This morning we are going to look at another great gift from God, the gift of faith. Many of us, when talking of faith, especially our own faith, make the mistake of thinking that faith in God is only some sort of feeling we get, or a confidence in something that has not been proven in human terms, or an assurance that what has been promised will happen. It is certainly all of these things, but the gift of faith is so much more than that. Faith is, more than anything, an action word. True faith leads you to your neighbor and activates in us a want and a will to make a difference in the world for Christ.

Without action, faith is just words. Like the illustration above, if we don’t turn our faith into action, we are no better than those who become comfortable on the limb of doubt or indifference.

Faith leads us to jump off the limb into the river of faith guided by the current of the Holy Spirit to the places that this faith will take us. It’s more than simply deciding to come to faith because true faith is shown in our actions.

Martin Luther has been called the “apostle of faith.” He had much to say about faith because, as he believed, “There is no man living who does not believe in something.” Luther believed that a genuine faith was a fruitful faith. He said, “You say, after all, faith justifies and saves without works – yes, that is true. But where is faith, or how does it act? How does it manifest itself? For faith dare certainly not to be idle, useless, sluggish and dead matter; it must be a living, productive tree producing fruits. Therefore this is the difference and test between an honest and a false or insincere faith: where faith is honest it also manifests itself in life; a false one, however, uses the name, word and reputation of “faith,” but nothing follows upon it.”

Faith should work in us like a contagious disease, spread by Word and deed to others who in turn affect others around them. Only, instead of something people try desperately to avoid like the Ebola virus, by our word and action it should be something others see in us and look forward to having for themselves.

In our small little church, we wonder how best to attract other people so that we might grow. So, what would it take to attract these people? Big programs? Being extra friendly? Having an awesome band?

Well, these might attract people to come, but these things alone won’t keep them there if their intent is to grow in faith. At the end of the day we have to realize that no personality, program or preacher will attract people who long for a deeper faith if our priorities are wrong. If these are the primacies of the church then they’re no better than any club we might join. Without a focus on faith, born of a desperate need for salvation through the workings of the Holy Spirit, we are nothing but empty words and empty actions. Without an understanding through faith of how our sins have affected us and the faith to face the world with confidence that those sins have been accounted for by Christ in love, we are nothing more than a noisy gong or a clanging cymbal.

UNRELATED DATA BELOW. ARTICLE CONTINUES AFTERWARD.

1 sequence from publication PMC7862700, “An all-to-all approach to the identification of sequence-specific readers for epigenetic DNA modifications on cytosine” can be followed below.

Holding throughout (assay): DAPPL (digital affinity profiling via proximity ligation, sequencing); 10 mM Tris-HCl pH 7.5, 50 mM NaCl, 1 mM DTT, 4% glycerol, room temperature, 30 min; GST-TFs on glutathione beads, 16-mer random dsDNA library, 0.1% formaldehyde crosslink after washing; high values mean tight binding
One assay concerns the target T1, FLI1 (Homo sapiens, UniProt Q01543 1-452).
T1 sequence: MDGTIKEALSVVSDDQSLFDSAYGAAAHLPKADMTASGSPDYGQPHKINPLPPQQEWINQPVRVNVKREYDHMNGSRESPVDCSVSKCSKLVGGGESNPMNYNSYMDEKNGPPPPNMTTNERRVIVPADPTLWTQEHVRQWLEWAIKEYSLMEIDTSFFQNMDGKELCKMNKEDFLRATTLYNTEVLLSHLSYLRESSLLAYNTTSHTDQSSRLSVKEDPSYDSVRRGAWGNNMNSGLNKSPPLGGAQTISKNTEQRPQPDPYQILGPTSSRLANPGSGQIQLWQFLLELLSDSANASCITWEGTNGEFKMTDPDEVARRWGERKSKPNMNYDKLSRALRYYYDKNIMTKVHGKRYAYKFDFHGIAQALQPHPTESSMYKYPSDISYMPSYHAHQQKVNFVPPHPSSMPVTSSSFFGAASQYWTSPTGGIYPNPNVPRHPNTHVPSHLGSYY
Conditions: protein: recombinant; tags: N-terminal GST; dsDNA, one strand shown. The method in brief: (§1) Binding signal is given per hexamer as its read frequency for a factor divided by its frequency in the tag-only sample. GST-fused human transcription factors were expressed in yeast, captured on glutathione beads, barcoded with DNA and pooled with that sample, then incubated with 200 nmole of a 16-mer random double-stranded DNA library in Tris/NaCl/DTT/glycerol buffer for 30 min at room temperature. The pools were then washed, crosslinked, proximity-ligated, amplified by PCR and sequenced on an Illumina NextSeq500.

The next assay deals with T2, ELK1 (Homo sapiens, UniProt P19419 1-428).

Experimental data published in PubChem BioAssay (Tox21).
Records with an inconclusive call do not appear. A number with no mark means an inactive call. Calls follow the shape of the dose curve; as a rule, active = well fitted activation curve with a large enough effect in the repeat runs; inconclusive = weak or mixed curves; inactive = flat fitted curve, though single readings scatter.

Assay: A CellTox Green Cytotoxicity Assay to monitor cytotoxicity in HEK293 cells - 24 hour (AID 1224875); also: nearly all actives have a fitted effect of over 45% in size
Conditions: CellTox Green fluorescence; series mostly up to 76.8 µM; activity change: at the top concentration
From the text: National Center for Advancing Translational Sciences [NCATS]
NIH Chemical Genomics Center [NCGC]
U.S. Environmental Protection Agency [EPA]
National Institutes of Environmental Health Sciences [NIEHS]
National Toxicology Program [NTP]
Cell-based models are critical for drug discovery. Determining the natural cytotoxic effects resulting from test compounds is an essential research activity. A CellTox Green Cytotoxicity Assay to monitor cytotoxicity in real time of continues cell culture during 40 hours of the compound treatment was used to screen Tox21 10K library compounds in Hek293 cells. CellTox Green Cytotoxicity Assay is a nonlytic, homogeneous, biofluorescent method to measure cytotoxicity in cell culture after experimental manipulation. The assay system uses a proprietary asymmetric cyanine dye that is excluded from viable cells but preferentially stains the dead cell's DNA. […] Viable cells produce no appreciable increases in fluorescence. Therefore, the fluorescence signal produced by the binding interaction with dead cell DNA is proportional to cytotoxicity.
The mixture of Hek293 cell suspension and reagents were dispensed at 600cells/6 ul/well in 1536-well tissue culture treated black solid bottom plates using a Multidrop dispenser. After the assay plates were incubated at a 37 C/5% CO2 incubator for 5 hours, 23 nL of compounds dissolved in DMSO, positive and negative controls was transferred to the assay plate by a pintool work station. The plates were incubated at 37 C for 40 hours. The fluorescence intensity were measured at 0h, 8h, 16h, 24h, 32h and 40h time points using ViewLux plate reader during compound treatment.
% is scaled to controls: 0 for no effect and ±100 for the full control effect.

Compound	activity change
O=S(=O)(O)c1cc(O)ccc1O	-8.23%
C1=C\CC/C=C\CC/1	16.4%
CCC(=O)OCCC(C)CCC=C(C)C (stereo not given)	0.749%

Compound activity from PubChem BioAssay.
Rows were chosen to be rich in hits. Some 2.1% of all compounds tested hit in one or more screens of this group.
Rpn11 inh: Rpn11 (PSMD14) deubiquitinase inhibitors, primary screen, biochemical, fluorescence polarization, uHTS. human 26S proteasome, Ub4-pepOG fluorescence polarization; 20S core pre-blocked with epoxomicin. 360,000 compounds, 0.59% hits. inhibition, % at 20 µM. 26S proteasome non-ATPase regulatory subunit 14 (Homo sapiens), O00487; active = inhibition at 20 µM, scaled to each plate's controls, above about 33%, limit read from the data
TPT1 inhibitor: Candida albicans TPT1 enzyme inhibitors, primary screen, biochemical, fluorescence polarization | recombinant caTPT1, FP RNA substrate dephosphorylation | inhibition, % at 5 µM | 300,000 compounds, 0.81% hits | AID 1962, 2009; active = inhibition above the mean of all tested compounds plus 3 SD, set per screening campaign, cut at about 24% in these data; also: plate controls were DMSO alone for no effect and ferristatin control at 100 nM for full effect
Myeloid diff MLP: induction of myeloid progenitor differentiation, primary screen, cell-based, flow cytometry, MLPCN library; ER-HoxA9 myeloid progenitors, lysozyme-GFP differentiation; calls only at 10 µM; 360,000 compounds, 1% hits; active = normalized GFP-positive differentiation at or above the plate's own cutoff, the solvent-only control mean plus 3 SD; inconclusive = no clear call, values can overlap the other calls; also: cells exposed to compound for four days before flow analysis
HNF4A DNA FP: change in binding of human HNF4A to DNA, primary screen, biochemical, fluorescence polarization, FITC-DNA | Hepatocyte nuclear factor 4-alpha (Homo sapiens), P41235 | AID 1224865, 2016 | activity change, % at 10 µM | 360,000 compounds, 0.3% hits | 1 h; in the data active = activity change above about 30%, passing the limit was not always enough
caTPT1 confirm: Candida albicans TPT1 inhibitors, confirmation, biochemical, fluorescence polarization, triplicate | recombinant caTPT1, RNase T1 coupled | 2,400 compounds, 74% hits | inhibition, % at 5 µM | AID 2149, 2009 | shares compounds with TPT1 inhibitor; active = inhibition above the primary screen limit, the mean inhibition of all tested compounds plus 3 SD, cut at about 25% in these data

The bottom line is that we, as a church, have a choice. Do we want to fill this building or do we want to attract people to Christ? Do we want to entertain or do we want to evangelize? If your answer is the latter in both cases, then it will take faith shown in our words and actions to do it. If we try to do anything less, than we don’t deserve to call ourselves a church of God.

We need to be sick with faith and infectious to all who come close. We need to be a church dizzy from contamination and carriers of the disease. We need to be a contagious church just like the church in Thessalonica.

The Apostle Paul wrote two letters to a small church in Thessalonica that was making a worldwide impact because of the faith they were showing in all they did. The church has been called by many, “the Little Church that Could.” They had such a faith that others could not help but notice. They were a contagious congregation in a world that desperately needed the infection they were offering.

Their faith and love in Christ spread from their tiny church to the whole Roman empire because, as Paul said, they were not afraid to show their works of faith, their labor of love and their steadfast hope in Christ. So what can we learn from the little church in Thessalonica to help us in our little church in Bellingham?

Well, first we can learn that true believers are infected by the work of the Holy Spirit within them, leading them to faith. This little church was chosen, as it says in verse 4, just like our little church and the people within her, by the Word of the Gospel and the work of the Holy Spirit and with full conviction. The Holy Spirit leads the way to guide us through faith into actions that the whole world can see. Just as God chose Israel, He chooses us and He wishes our lives to be transformed by faith from the darkness of sin to the light of Christ so that all will take notice.